How did BP deal with that?
They were basically trying to play the role of someone remediating a problem they themselves had caused. You might never be able to separate out the corporate responsibility [from] what they are required to do by law. If that's a problem, we need to discuss it in the future because it was the hardest thing I had to explain to people. There was a cognitive dissonance about the dual role of BP, but that was the way the law was set.

Was that primarily a problem of communication — actually having to explain to people what BP was doing — or did BP's split role create operational obstacles?
I don't think it was a big deal operationally because I had the legal authority to direct BP to take any appropriate action, and if they didn't, they were subject to penalties. That was a pretty big stick to hold over them. It was a continual challenge to explain to the American public and local leaders what was going on. They were accustomed to a disaster-response system where locals were in charge, and if the feds get involved they are giving support. This action had a very different legal framework that assumed federal preemption for the response to the spill.

What else did we learn from this response that could be put in place before the next accident like this?
We have already begun to move on having an oil-containment and oil-capping system that will be on standby and which can be brought to a well much faster. It took 85 days from when the rig sank to cap the well. We could do that much more quickly. The new drilling permits that have been issued all require companies to have a capping system ready in case of a blowout.

The next big frontier for offshore drilling is the Arctic. Would we be ready to respond to an accident or spill in that remote environment?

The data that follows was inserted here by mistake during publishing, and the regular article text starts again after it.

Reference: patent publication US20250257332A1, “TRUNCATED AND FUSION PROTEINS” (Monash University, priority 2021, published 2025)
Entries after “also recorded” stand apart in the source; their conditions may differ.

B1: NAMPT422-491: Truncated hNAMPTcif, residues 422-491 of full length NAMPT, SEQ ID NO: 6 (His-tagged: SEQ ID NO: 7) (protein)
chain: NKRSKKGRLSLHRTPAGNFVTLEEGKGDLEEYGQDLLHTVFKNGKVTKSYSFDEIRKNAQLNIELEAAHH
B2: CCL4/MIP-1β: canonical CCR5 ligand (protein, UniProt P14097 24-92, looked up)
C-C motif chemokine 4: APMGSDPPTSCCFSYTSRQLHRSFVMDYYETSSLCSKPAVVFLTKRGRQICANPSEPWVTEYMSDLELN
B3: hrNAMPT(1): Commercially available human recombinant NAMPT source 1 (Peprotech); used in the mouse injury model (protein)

Having been up there every summer as the commandant of the Coast Guard, I've seen the limited infrastructure we have in places like Point Barrow [on the northern shore of Alaska]. We have to see if that infrastructure is sufficient to support a Coast Guard operation. We need to see whether we could forward deploy aircraft and cutters and conduct an actual operation. But I think we'd have both infrastructure and resource problems up there. Over the long term we need to find a way to institutionalize resource capability there.

One of the most controversial elements of the oil-spill response was the sheer amount of chemical dispersants used on the environment. Looking back, was that the right decision?
I think it generally was. What drove the dispersant discussion was the fact that we had contemplated using dispersants during the Valdez response, but we missed our window. Two things made this different this time. One was the sheer volume of the spill, and the second was the novel use of dispersants at the wellhead itself before the oil made it to the surface. We wouldn't necessarily want to change the procedure, but when you have this much public concern and scrutiny, you need to be careful.